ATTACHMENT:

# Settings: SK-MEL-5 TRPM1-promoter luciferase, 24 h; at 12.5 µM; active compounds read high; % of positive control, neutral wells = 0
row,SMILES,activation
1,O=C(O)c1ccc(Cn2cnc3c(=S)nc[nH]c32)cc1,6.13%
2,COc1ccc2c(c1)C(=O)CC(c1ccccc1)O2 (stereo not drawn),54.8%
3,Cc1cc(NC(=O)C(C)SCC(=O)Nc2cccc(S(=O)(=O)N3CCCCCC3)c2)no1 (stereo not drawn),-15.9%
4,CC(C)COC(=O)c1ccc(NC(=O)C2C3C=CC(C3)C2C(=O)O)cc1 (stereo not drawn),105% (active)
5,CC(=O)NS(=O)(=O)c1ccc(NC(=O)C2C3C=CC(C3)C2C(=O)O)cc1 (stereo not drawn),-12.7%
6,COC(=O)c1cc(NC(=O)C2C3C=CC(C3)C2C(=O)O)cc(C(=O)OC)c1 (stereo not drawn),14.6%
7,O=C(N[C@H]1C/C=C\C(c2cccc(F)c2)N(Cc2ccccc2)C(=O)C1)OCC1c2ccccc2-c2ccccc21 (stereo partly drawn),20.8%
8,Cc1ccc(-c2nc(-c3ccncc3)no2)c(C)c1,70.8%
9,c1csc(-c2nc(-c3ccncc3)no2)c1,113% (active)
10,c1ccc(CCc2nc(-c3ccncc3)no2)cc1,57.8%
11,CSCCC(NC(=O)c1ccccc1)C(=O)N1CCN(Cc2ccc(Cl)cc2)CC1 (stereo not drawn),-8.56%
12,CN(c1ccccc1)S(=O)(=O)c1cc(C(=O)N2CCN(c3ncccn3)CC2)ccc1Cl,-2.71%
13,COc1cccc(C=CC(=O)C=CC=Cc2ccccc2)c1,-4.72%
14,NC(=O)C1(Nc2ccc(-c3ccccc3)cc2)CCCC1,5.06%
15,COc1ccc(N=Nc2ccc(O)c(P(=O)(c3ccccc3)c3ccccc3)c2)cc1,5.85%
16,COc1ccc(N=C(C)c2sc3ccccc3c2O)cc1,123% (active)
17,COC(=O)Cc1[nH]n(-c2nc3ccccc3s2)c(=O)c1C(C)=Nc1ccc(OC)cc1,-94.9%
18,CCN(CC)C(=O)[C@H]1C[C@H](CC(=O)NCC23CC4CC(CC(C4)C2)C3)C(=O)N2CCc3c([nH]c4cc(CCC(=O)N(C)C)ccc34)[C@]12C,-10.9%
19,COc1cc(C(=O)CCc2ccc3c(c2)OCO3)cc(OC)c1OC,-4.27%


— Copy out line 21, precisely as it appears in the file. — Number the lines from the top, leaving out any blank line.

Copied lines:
19,COc1cc(C(=O)CCc2ccc3c(c2)OCO3)cc(OC)c1OC,-4.27%